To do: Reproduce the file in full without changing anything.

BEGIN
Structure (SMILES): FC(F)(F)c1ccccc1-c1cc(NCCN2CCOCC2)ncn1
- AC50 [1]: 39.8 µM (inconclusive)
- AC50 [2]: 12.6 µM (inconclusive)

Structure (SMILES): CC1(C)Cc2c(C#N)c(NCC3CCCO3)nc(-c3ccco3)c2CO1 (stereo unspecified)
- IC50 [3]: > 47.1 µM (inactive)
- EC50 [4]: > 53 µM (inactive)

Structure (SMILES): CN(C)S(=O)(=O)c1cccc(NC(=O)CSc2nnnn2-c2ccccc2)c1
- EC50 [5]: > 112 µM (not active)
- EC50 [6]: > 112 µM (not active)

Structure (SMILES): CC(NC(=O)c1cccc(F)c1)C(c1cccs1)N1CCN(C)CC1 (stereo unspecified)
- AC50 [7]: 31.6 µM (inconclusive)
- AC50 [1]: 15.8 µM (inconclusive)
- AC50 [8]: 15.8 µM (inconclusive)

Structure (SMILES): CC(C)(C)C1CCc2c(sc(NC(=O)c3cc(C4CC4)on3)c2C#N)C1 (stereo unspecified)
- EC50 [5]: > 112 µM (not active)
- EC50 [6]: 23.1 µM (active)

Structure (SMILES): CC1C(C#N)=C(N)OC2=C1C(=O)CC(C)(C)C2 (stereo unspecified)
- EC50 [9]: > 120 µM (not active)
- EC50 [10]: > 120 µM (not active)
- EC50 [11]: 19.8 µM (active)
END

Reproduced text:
Structure (SMILES): FC(F)(F)c1ccccc1-c1cc(NCCN2CCOCC2)ncn1
- AC50 [1]: 39.8 µM (inconclusive)
- AC50 [2]: 12.6 µM (inconclusive)

Structure (SMILES): CC1(C)Cc2c(C#N)c(NCC3CCCO3)nc(-c3ccco3)c2CO1 (stereo unspecified)
- IC50 [3]: > 47.1 µM (inactive)
- EC50 [4]: > 53 µM (inactive)

Structure (SMILES): CN(C)S(=O)(=O)c1cccc(NC(=O)CSc2nnnn2-c2ccccc2)c1
- EC50 [5]: > 112 µM (not active)
- EC50 [6]: > 112 µM (not active)

Structure (SMILES): CC(NC(=O)c1cccc(F)c1)C(c1cccs1)N1CCN(C)CC1 (stereo unspecified)
- AC50 [7]: 31.6 µM (inconclusive)
- AC50 [1]: 15.8 µM (inconclusive)
- AC50 [8]: 15.8 µM (inconclusive)

Structure (SMILES): CC(C)(C)C1CCc2c(sc(NC(=O)c3cc(C4CC4)on3)c2C#N)C1 (stereo unspecified)
- EC50 [5]: > 112 µM (not active)
- EC50 [6]: 23.1 µM (active)

Structure (SMILES): CC1C(C#N)=C(N)OC2=C1C(=O)CC(C)(C)C2 (stereo unspecified)
- EC50 [9]: > 120 µM (not active)
- EC50 [10]: > 120 µM (not active)
- EC50 [11]: 19.8 µM (active)